The affirmation in opposition to the State’s motion to dismiss the claim and in support of claimant’s cross motion for summary judgment asserts that his mental condition rendered involuntary the entry of his plea and the waiver of the right to trial. Quoting Supreme Court’s words, it contends that “his ‘agitated state of mind’ rendered claimant ‘unfit’ and precluded a knowing and voluntary waiver. Such grounds demonstrate the mental disease claimant suffered at the time of the plea proceedings, grounds enumerated under the Act pursuant to CPL 440.10(l)(e).” Whether claimant’s entry of a guilty plea was the product of intimidation that produced an “agitated state of mind”, to use Supreme Court’s words, or merely the consequence of a calculated strategy by a manipulative defendant intent upon postponing trial indefinitely is central to our consideration of this appeal. Claimant does not suggest that, in weighing the sufficiency of his claim, this Court is required to draw every factual inference in his favor. To the contrary, even at the pleading stage, the statutory standard of sufficiency of a claim for unjust conviction and imprisonment is whether the claimant can demonstrate the likelihood that he will be able to establish his innocence and lack of contribution to his conviction. In any event, this Court is not required to accept claimant’s rendition of events when his account is directly contradicted by the record.
Vacillation between entering a plea and proceeding to trial was a strategy claimant employed for eight months prior to pleading guilty, and it was promptly resumed only a few weeks later by his motion to vacate that plea.
This Court can now add that the purpose of the statute is not to provide a windfall to a criminal defendant who is sufficiently experienced with the judicial process to exploit it to his own advantage.
The Court held that claimant has failed to meet the statutory criteria to pursue this claim for unjust conviction. First, he has not established coercion on the part of the court. Second, if the People cannot establish claimant’s guilt in the absence of the complaining witness, neither can claimant show that he will be able to demonstrate his innocence for purposes of satisfying the statutory prerequisite to suit. Granted, the test does not require documentary evidence of innocence at this preliminary stage of the proceedings.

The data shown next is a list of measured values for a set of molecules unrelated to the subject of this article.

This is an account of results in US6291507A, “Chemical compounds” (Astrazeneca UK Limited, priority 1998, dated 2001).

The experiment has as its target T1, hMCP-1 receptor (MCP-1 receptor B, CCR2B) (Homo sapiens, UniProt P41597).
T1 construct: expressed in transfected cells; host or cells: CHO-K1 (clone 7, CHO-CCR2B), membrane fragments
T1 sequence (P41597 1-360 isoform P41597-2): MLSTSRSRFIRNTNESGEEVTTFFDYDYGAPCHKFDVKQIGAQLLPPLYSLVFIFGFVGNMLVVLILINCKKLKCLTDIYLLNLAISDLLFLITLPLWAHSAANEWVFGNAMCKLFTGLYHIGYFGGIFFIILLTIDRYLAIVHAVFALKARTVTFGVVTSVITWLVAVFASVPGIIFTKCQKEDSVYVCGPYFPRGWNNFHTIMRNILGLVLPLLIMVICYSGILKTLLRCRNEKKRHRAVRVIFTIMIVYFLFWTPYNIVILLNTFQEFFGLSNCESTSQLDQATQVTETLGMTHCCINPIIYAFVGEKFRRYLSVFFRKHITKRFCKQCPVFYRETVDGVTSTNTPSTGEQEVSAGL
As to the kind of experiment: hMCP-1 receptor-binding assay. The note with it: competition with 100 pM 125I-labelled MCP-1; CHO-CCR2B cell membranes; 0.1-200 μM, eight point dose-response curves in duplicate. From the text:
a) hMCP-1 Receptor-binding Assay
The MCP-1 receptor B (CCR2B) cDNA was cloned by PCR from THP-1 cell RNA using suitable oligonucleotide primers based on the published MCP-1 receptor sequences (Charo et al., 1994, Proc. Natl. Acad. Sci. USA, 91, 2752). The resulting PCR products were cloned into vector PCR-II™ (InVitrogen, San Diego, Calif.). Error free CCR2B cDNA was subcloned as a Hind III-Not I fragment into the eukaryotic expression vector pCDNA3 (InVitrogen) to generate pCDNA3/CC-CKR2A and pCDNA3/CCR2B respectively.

Nevertheless, it is appropriate to dismiss suits such as this where the claimant can point to no means by which he might be able to meet the strict condition imposed for recovery of damages–that innocence be established “by clear and convincing evidence”. Contrary to claimant’s contention, the dismissal of the indictment against him does not serve to demonstrate that he is innocent; it merely indicates that, without the testimony of the complaining witness, the People are unable to establish his. Third, his guilty plea was merely part of a strategy to delay trial. Finally, ineffective assistance of counsel is not a basis for recovery under the statute.
From the record before this Court, it is clear that claimant’s chosen strategy of delay, distort and disrupt, and not any pressure applied by Supreme Court or counsel, culminated in the entry of his guilty plea.
Accordingly, the order of the Court of Claims of the State of New York, County of New York, which denied defendant’s motion to dismiss the claim and which granted so much of claimant’s cross motion for summary judgment as sought leave to amend his claim, should be reversed, on the law and the facts, without costs, and the claim dismissed.
Ineffective assistance of counsel is not a basis for recovery under the statute. If you feel that your counsel is ineffective, seek the help of a New York Rape Attorney and/or New York Criminal Attorney. At Stephen Bilkis and Associates, we can assure you that you will be represented by our competent and effective counsel of your choice.